Clearing agents operating at the nation’s seaports have raised the alarm over high cost of clearing vehicles at the seaports, urging government to review the duty payable on imported used vehicles, also known as, ‘tokunbo’ from 15 per cent to five per cent.
Speaking to LEADERSHIP yesterday, the acting president, Association of Nigerian Licensed Customs Agents (ANLCA), Kayode Farinto, said tokunbo vehicles, especially, overaged ones are now being cleared for a minimum of N1million.
Farinto also appealed to the federal government to review the duration of vehicles allowed for import into the country from 12 years to 15 years in view of the current economic situation of the country.
According to him, older vehicles have become more expensive in Nigeria because vehicles above 12 years now pay about a million naira as Customs duty.
He said: “Currently, a 2009 vehicle pays over N1million Customs duty under the VIN Valuation system because it will have to pay the 2011 model charge of the same vehicle.
“VIN Valuation doesn’t have values for vehicle models older than 12 years and most 2008 and 2009 vehicles are largely used by Nigerian youths for Uber and other e-hailing services. The implication is that older vehicles will be more expensive in Nigeria. We want the government to review the 12-year policy on used vehicles to 15-years.
“There is also a need to review the levies on used vehicles. While we understand the government’s zeal to realize all possible earnings, it will be appropriate to reduce the levy on used vehicles from 15 percent to 5 percent in a bid to ameliorate the sufferings of Nigerians,” he stated
Farinto also called on the ministry of Finance to address the challenge of persistent breakdown in the operations of the National Vehicle Registry (VREG), at the seaports which averages 48 hours every week.
The ANLCA acting president noted that the VREG delays hinders the Vehicle Identification Number (VIN) Valuation system for cargo evacuation, leaving freight forwarders and their importers to suffer demurrage and additional storage charges as a result of the delays.
“VREG and its technical partners should be ready to pay for these delays because we have almost 2 days of system collapse every week. Sometimes, we have issues when the capturing of the VREG is done but it doesn’t reflect. Without completing the VREG, we can’t do the VIN valuation. So, the Federal Ministry of Finance and its contractor should be up and doing to address the challenge,” he said.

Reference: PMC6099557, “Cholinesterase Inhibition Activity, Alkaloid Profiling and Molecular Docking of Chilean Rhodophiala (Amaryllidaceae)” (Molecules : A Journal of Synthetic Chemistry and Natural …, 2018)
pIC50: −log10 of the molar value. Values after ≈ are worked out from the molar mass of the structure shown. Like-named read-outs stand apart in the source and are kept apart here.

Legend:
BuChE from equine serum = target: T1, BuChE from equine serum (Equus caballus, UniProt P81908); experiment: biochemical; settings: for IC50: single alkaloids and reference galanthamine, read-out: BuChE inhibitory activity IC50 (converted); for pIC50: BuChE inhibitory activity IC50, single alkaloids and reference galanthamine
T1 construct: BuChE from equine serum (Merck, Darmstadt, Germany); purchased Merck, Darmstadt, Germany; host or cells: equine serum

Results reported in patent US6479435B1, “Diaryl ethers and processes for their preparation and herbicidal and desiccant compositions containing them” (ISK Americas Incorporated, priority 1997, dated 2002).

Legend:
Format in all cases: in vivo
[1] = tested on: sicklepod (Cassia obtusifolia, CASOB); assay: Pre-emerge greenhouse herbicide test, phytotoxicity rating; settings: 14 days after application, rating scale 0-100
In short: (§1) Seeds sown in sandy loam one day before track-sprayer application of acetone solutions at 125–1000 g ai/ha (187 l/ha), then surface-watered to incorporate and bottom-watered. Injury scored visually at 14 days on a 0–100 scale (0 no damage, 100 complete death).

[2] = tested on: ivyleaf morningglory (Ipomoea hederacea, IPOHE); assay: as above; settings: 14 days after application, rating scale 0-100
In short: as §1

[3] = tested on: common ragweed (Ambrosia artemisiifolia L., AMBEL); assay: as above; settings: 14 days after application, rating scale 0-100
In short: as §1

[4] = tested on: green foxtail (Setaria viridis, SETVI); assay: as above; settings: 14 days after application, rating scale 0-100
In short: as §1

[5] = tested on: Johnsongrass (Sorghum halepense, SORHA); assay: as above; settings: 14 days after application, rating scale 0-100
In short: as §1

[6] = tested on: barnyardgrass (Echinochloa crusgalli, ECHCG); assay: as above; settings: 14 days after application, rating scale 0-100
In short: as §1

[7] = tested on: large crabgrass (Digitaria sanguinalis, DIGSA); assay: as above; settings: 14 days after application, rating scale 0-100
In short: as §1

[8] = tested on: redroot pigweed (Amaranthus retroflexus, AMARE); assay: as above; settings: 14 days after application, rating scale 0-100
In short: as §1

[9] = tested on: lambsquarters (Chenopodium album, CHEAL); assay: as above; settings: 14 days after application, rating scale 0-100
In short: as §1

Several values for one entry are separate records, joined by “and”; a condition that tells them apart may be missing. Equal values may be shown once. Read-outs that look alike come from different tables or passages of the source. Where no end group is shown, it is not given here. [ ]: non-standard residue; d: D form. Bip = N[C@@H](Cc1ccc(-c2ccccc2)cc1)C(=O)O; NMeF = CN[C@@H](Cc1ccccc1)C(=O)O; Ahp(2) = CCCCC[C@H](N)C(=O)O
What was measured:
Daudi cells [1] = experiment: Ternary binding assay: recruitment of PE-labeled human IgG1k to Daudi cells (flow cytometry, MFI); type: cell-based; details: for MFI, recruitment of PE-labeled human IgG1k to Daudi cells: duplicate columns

He warned that, if the system failures with VREG continues, ANLCA will be forced to collate the fiscal losses occasioned by the delays and institute a legal process to get compensation from the finance ministry and the technical partners responsible for VREG.
Giving an appraisal of the VIN Valuation system, the veteran freight forwarder observed that, the e-platform has survived the uncertainties and complexities witnessed in the first few weeks.
According to Farinto, one of the biggest challenges with the system is in handling the non-standard charsis vehicles from Europe and Asia with VIN number unable to be captured by the Customs system.
He noted that the Area Controllers at the various Customs commands have the discretion to direct valuation officers to provide values for this category of vehicles, hence, valuation for non-standard chassis vehicles is at variance.
While commending freight agents for partnering Customs in a bid to make the VIN system successful, he opined that, some errant officers of Customs are frustrating the system, adding that, he would compile the names of such officers in 72 hours.